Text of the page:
- Pic-in-Pic Side View combines Rear Side View and Rear Trailer View as a picture in a picture.
- Rear Camera Mirror provides a more open view of what’s behind the truck than a rear mirror.
- Rear Trailer View lets you keep an eye behind your trailer, which is especially useful when backing up.
- Inside Trailer View can let you keep an eye on how your cargo and livestock are doing in the trailer.
- Transparent Trailer View, the one we’ve been waiting for, allows the driver to virtually “see through” the trailer.
And Just Like That, It’s Gone
So how does Chevy’s Transparent Trailer View work? In a nutshell, it uses a set of cameras, one placed on the back of your truck and one placed on the back of your trailer, to create a set of views that allow you to see the trailer and what’s behind it at the same time. The images captured by these cameras are then integrated to render a single image that simulates what it would look like if the trailer were transparent.
Although it isn’t quite magic, it does provide some pretty magical aid for those towing trailers. This development can and most likely will revolutionize towing and trailering. The first of its kind, it’s hard to judge exactly how many applications this type of technology can have. It took teams across several continents years to perfect the technology. Even though there is still some room for improvement, GM believes this is just a step towards its goal of being a leader in the towing industry.
The minds behind the Transparent Trailering system say that it can take some time to set the system up properly but that, ultimately, it is worth it in the end. To start, the accessory camera must be placed in the right spot to ensure seamless integration. The trailer camera, ideally, should be in the exact center of the trailer. It also should be a minimum of four inches higher than the rear-facing truck camera.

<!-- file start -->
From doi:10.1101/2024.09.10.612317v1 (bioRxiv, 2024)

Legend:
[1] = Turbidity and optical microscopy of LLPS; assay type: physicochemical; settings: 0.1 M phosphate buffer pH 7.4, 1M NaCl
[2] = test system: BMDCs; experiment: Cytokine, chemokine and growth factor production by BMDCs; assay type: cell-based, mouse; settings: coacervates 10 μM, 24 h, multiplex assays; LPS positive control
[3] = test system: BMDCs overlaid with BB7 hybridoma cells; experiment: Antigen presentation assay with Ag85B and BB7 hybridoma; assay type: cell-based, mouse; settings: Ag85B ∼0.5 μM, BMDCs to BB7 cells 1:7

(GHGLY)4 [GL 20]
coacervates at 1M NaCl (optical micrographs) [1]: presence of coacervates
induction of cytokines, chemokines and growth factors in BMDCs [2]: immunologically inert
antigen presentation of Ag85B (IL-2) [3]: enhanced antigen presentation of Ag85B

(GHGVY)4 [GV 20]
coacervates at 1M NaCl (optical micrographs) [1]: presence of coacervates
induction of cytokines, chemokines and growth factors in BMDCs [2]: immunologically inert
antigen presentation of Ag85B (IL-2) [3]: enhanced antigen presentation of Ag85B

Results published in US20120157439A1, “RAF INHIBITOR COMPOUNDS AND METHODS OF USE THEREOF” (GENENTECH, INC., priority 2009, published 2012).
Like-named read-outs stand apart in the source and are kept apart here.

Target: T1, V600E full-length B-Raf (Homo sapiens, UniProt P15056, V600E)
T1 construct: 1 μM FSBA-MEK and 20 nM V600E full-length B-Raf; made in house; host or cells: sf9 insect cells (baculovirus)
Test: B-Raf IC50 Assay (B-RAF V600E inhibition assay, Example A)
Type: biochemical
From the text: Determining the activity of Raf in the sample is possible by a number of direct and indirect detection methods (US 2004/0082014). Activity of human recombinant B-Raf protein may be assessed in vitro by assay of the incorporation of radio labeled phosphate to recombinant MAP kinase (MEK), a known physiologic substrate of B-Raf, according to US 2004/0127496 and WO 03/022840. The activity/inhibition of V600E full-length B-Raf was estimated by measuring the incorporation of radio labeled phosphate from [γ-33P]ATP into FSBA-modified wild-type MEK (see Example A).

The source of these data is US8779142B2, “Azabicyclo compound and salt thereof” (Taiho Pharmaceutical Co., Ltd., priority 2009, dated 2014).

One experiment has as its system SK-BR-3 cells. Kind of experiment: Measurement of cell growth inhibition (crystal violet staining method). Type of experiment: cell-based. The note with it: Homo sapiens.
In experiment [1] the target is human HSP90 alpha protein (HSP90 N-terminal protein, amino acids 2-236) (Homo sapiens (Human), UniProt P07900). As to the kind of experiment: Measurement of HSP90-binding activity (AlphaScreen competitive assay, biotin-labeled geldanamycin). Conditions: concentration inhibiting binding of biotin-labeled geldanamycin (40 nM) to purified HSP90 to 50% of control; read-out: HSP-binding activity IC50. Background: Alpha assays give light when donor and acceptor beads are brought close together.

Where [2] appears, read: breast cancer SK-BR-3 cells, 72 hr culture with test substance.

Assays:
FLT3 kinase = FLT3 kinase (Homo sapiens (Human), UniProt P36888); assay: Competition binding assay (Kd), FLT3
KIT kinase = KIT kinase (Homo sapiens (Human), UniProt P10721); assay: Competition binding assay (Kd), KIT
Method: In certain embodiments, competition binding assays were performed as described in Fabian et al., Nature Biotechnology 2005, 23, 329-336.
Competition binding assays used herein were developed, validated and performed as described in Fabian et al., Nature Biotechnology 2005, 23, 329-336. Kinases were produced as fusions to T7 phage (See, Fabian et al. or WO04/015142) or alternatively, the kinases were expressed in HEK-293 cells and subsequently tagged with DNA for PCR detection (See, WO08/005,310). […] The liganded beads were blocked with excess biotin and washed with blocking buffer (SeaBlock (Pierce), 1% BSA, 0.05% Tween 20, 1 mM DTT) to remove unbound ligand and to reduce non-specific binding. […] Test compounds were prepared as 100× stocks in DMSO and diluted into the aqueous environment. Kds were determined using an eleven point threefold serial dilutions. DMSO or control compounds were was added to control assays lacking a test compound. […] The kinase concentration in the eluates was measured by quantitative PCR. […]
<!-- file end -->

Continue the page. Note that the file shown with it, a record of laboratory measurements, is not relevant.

A cable connects the trailer camera to the vehicle, creating a hardwired connection. This is where engineers hope to make some modifications, making the system wireless in the future. Lastly, information like the trailer’s length and height gets entered into the program so that the system can calculate and project the images appropriately.
Now there is one major drawback to this system, which is that it is not compatible with all trailer types. Currently, the system will only work with conventional trailers. Additionally, trailers cannot exceed 32 feet in length. While there isn’t much information on if or when the system will be modified to accept additional trailer types, it seems safe to say that the wireless feature may be something we get to see soon.